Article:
The Leafs literally had nothing to lose, but they made the most of their assets and came away looking like winners. So did the Carolina Hurricanes, even if I wasn’t thrilled with the return that Ron Francis got for his franchise player in Eric Staal. I’m warming up to that package — it really depends what you think of Aleksi Saarela, I see a lot of Calle Jarnkrok in him — but both the Leafs and Hurricanes stockpiled a bunch of draft picks that will bode well for their respective futures.

From the sellers’ perspective, I also liked that aforementioned Russell deal for Calgary, and I thought Montreal got a good return for Dale Weise and Tomas Fleischmann. Phillip Danault is going to be a player — he’s a solid prospect, a first-round pick from 2011, and a francophone to boot — and the Canadiens bagged a second-round pick for a couple years down the road as well.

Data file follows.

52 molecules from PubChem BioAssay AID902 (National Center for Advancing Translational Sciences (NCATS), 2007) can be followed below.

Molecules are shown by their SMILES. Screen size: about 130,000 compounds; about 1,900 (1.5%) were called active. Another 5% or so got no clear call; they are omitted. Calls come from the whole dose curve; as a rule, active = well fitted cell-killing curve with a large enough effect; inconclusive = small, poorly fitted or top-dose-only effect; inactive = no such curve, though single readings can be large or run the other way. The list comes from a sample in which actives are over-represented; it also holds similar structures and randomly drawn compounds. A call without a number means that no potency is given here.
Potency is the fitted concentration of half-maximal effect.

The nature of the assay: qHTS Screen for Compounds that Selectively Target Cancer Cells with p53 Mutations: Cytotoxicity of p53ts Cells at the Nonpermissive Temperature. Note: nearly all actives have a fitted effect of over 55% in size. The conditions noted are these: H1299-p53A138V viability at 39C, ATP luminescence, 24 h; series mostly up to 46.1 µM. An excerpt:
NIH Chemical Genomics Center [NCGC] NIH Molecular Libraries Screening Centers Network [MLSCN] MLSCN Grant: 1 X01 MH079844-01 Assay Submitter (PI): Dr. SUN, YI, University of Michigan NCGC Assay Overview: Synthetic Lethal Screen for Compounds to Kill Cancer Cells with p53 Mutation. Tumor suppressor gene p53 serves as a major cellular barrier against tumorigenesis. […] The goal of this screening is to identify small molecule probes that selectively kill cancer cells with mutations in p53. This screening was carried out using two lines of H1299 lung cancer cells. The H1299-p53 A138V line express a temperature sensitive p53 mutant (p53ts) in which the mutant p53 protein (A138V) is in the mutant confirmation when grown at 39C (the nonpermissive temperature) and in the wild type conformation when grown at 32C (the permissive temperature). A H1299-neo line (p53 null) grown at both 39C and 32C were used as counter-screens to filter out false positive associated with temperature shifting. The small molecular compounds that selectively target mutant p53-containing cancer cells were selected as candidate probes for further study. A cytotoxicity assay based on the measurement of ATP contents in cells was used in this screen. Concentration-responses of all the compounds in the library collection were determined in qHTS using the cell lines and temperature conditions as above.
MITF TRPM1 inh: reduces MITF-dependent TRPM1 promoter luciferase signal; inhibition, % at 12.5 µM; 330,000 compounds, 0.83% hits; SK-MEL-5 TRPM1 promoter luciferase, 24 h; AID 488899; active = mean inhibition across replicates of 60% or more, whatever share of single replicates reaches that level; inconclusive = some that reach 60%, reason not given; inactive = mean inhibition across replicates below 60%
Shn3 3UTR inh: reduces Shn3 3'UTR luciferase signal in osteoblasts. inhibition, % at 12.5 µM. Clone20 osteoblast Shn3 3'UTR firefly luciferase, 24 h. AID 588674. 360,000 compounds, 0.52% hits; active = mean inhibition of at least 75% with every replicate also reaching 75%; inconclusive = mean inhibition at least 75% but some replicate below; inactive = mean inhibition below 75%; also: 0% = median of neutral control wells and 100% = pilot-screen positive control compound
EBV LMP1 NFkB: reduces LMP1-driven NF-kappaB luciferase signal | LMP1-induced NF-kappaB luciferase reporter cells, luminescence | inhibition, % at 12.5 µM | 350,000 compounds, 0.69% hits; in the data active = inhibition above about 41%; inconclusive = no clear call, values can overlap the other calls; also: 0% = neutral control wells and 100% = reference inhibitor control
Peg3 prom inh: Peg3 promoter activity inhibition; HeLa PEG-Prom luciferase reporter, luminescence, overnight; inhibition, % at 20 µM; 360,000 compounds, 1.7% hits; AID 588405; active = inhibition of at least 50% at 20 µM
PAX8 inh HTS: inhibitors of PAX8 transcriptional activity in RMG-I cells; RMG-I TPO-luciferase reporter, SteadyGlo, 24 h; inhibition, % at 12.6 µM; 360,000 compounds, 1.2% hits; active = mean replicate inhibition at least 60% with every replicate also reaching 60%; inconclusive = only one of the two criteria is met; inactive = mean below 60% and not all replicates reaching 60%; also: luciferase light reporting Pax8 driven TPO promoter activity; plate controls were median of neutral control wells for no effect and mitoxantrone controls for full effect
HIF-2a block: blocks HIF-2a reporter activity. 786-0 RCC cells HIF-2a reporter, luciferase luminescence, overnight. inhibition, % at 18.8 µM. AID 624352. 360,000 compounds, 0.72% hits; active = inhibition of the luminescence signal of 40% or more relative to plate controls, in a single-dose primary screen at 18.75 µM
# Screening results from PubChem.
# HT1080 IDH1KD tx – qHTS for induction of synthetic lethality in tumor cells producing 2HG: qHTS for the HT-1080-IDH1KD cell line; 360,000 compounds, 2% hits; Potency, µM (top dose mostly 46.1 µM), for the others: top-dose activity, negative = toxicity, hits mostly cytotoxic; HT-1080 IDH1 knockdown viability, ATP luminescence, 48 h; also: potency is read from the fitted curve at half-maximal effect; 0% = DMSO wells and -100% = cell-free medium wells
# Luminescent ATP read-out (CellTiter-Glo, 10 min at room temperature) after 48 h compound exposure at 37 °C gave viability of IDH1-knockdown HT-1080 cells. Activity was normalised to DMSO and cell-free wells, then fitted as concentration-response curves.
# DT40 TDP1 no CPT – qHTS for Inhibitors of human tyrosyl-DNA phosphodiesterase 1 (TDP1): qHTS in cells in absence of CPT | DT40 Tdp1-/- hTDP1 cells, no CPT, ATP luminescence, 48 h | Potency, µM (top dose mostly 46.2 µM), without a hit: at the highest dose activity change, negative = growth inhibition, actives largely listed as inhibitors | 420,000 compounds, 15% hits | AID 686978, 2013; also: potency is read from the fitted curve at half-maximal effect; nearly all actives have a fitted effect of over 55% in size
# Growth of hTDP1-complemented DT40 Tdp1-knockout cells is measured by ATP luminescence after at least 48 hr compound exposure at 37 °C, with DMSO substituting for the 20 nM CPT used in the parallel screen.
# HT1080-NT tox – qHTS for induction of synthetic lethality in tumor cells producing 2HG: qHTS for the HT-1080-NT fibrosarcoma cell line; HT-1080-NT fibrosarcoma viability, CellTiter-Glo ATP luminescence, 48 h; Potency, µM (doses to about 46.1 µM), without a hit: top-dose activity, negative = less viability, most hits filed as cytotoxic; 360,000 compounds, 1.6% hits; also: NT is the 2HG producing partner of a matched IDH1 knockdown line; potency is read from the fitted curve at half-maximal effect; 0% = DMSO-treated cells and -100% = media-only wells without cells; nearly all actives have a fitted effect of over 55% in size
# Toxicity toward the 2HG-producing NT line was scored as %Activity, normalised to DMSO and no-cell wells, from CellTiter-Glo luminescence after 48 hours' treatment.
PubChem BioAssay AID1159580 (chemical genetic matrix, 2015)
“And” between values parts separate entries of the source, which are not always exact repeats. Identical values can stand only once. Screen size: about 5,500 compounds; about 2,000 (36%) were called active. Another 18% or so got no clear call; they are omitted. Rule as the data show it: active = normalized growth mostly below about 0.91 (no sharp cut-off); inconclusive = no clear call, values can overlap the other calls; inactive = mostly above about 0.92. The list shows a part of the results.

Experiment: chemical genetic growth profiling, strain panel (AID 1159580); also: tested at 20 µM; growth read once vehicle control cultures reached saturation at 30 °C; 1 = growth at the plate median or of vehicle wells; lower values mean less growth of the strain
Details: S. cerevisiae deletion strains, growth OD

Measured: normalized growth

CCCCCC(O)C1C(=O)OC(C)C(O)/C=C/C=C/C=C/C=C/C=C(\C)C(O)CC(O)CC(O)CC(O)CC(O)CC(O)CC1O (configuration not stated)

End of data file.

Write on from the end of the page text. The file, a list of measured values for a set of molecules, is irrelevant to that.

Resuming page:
There were way more winners than losers this year simply because the buyers didn’t pay exorbitant prices. The Blackhawks, Rangers, Panthers and Avalanche all made significant upgrades without sacrificing much of their future. The California teams did all right too, but Doug Wilson probably could have waited out the Leafs a bit longer and gave up less from a Sharks standpoint.

Chicago really loaded up. Do the additions of Andrew Ladd, Fleischmann, Weise and Christian Ehrhoff make the Blackhawks favourites to repeat as Stanley Cup champs? Were they already?